Good news for women in film in Norway, Sweden
In a Cannes year where women (from their shoes to their films) have been making headlines, the Norwegians and Swedes are quietly celebrating some big gains in gender equality in their film industries.
In Norway, the key staff (director, screenwriter, producer) of feature fictional films in 2014 was 53.9%. The figure is the highest percentage of women ever recorded, up a great deal from 27% in 2010.
In documentaries, the percentages was 34.4% and in short films a whopping 61.3%
In Sweden, proportion of feature length, commissioner-approved fiction films in 2014 with a woman as a director hit 50% for the first time, with 61% as screenwriter and 69% as producer. But for fiction features qualifying for automatic funding, the stats were only 17% female directors, 33% for screenwriters and 42% producers. Stats for female directors of feature documentaries were 47%, 42% for short fiction and 55% for short documentaries.
Anna Serner, CEO of The Swedish Film Institute, toldScreen, “We’ve had our eyes on it all the time, monitoring it and raising awareness with our colleagues.” The Swedish Film Institute came up with an action plan three years ago, including points such as making women in film more visible, working with educational opportunities, and tracking decisions one by one not just annually. Werner said, “You have to be clear with the industry, you need a leader to say, this is important. As Salma Hayek said in Cannes, money talks.”
She noted that funding decisions made by commissioners rather than committees helped redress the balance. “It’s harder when there are committees, you can hide behind each others’ backs. But it’s a lot of pressure on the commissioners, so we need to support them.”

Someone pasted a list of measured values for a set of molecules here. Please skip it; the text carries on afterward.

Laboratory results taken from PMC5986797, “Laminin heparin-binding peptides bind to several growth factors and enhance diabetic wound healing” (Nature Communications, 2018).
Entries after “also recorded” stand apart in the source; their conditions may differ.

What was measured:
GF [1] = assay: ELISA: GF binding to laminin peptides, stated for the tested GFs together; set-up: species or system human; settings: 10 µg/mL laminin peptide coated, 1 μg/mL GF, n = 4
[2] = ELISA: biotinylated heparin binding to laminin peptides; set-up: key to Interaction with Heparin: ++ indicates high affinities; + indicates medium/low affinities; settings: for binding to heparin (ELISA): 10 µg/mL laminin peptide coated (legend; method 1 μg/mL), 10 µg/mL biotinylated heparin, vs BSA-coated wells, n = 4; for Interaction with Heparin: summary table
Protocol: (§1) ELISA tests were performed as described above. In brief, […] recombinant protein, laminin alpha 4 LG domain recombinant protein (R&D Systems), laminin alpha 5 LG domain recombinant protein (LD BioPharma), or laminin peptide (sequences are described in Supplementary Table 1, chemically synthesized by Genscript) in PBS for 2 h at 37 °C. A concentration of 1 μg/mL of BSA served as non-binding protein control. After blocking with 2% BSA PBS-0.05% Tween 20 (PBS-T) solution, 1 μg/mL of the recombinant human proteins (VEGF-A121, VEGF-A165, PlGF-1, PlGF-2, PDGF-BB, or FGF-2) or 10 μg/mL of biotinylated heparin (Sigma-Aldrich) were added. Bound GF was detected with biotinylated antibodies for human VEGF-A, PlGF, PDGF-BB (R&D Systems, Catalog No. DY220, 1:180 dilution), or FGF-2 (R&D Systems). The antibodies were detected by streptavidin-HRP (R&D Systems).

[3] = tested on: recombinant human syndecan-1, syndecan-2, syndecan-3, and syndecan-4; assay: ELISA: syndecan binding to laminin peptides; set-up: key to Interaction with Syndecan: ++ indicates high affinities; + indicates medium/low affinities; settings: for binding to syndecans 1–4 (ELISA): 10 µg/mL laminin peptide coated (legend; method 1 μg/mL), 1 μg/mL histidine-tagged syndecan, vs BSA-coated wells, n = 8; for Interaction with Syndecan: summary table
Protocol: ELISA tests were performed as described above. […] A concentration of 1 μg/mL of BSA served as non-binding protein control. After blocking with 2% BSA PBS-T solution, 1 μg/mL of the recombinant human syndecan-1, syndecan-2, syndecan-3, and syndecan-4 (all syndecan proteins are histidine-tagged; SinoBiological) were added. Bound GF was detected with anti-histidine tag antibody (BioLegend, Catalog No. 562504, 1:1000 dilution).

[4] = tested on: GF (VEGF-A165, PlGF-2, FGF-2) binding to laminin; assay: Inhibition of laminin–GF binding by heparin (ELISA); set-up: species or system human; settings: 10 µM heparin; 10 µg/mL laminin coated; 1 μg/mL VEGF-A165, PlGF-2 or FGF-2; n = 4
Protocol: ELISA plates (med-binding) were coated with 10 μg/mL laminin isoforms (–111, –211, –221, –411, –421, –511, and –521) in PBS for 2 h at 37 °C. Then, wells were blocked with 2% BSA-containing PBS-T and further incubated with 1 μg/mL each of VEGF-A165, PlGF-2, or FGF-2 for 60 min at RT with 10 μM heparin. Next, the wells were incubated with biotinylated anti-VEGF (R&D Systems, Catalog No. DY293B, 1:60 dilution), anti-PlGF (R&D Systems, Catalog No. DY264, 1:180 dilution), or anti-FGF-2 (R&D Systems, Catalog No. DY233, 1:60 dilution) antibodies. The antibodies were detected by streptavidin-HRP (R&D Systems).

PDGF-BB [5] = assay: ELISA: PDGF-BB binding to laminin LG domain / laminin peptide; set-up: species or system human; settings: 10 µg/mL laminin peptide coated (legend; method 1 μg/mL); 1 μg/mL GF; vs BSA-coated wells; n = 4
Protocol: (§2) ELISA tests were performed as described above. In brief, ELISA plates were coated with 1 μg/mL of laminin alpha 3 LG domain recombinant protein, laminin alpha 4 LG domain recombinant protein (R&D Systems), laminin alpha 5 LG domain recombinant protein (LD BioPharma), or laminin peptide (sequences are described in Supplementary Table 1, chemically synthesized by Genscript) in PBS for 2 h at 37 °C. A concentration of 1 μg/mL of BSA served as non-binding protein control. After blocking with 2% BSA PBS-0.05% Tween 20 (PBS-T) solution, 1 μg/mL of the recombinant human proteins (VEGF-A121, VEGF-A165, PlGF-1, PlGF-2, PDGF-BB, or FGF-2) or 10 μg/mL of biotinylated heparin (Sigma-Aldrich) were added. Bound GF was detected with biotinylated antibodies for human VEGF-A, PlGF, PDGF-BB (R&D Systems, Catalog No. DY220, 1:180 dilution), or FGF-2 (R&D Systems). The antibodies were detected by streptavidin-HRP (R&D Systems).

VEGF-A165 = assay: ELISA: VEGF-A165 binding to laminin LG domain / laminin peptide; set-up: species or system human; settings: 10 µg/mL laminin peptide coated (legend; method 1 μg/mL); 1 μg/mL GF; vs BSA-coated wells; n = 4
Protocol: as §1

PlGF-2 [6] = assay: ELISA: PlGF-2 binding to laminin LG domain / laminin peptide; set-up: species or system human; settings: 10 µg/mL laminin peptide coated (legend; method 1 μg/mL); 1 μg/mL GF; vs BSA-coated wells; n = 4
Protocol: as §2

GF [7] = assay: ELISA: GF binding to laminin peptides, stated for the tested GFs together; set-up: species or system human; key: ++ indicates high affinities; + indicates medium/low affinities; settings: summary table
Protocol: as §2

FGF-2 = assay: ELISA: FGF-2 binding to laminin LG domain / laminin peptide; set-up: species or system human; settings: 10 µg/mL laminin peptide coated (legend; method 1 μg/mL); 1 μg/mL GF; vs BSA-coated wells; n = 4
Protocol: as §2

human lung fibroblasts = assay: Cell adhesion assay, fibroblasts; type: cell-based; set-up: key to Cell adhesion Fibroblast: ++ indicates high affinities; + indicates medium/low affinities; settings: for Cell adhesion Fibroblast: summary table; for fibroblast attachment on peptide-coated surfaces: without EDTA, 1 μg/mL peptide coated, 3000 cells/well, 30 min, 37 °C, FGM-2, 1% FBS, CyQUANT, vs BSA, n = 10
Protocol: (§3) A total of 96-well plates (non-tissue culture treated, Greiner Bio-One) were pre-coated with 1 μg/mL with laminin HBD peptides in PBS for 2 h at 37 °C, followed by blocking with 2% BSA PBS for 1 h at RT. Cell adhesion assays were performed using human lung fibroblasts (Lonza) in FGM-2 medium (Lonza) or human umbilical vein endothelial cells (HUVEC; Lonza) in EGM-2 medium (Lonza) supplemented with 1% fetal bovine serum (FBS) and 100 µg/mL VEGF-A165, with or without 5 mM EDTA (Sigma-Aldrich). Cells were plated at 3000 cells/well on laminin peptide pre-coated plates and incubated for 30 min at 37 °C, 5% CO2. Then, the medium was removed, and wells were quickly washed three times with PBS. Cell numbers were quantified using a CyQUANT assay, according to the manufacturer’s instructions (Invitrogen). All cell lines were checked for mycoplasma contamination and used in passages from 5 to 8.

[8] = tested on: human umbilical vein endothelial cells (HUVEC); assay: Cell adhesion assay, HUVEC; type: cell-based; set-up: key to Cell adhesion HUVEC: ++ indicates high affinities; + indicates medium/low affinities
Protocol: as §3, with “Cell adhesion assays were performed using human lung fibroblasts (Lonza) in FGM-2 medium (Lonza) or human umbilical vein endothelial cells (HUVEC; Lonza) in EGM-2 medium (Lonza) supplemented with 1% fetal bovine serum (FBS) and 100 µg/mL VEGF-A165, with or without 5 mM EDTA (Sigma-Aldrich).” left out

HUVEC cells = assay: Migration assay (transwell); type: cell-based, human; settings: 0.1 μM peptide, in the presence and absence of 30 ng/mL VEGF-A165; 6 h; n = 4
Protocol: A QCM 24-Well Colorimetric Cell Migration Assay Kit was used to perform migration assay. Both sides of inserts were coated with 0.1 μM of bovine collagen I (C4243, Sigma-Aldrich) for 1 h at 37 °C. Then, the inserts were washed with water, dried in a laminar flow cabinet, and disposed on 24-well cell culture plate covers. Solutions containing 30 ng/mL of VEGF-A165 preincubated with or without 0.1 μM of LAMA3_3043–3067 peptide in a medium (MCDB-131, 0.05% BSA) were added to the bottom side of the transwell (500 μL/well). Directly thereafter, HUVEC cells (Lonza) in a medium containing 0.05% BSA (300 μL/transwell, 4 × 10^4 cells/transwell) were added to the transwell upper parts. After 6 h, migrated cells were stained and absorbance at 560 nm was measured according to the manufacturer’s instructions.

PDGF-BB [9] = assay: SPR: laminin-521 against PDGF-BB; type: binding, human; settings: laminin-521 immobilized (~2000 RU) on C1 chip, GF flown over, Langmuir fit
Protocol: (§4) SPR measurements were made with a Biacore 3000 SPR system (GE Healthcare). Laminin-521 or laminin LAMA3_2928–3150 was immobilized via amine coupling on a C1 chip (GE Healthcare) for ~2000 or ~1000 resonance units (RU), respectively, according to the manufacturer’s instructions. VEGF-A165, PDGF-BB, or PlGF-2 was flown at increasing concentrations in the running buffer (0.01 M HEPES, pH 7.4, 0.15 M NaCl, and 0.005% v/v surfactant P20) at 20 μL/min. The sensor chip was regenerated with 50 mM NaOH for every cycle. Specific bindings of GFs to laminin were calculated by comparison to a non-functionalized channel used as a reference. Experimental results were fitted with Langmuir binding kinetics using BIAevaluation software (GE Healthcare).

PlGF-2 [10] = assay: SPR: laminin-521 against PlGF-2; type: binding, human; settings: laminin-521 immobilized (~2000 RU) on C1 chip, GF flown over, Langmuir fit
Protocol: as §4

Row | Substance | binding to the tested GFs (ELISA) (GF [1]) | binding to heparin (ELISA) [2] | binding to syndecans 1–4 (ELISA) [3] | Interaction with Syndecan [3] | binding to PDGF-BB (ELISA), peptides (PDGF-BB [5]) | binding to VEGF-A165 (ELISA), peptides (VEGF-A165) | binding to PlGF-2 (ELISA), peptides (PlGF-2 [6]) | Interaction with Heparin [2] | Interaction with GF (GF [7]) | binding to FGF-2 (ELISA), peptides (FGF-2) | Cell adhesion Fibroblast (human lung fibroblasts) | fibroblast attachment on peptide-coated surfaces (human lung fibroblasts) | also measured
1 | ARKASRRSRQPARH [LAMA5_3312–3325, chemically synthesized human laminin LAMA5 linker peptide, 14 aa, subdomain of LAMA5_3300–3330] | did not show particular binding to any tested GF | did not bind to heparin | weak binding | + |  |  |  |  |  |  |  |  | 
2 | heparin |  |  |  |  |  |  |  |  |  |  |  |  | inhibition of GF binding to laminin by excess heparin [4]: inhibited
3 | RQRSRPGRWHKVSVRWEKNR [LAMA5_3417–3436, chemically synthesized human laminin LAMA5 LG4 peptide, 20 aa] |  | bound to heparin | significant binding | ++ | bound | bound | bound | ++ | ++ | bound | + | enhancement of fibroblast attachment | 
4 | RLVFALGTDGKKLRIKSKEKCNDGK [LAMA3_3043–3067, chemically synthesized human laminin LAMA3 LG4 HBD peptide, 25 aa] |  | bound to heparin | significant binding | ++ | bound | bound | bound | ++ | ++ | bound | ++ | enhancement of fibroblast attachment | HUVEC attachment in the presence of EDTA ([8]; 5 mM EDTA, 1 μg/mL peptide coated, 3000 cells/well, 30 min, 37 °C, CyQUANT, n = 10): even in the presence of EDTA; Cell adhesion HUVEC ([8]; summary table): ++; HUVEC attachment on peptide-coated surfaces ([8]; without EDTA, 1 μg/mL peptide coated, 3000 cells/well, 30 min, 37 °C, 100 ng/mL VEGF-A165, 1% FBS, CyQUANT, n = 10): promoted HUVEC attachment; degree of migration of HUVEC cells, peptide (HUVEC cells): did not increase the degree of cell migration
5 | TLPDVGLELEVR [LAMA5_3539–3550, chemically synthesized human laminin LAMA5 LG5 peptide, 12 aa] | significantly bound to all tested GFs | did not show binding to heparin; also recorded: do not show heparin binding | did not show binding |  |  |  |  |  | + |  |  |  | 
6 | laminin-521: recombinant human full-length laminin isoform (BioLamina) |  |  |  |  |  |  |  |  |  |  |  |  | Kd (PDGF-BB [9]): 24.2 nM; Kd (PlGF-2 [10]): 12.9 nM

In Norway, gender equality has been important in government and corporate society (with a female prime minister and female members on all major corporate boards). Sindre Guldvog, CEO The Norwegian Film Institute, says, “But in the film industry the situation was not so good in the first part of the 2000s. We published a white paper in 2007 that said the goal was at least 40% [female] in leading positions on films…Since then we have discussed this every year and cooperated with industry, and with the film schools. Gradually results have been made stone by stone….Now we’re not looking for 40% we’re aiming for equality.”
Despite the encouraging statistics, Serner warns that real change need to be evaluated over several years, as small production levels mean one or two films can skew the numbers in any given year.
And of course it’s about films not just numbers. “We have heard the male perspective,” Serner continued. “The main goal is showing all perspectives from all voices. There are so many stories we haven’t heard yet.”
Guldvog added: “The first and foremost goal is quality. And that’s quality you only get when you have a diverse film market.”
He said, “We both for one year reached this 50% target. Now it’s important to keep the focus on this issue.”
Serner said Cannes, and the wider industry, can do more for gender equality in future. “Cannes can obviously do more, women are only 12% of this year’s selection. But it’s not only Cannes. And it’s not only women — men have to be involved. It’s so important they understanddand they need to partner.”
Guldvog agreed, “It’s not either/or. It’s about men and women joining forces.”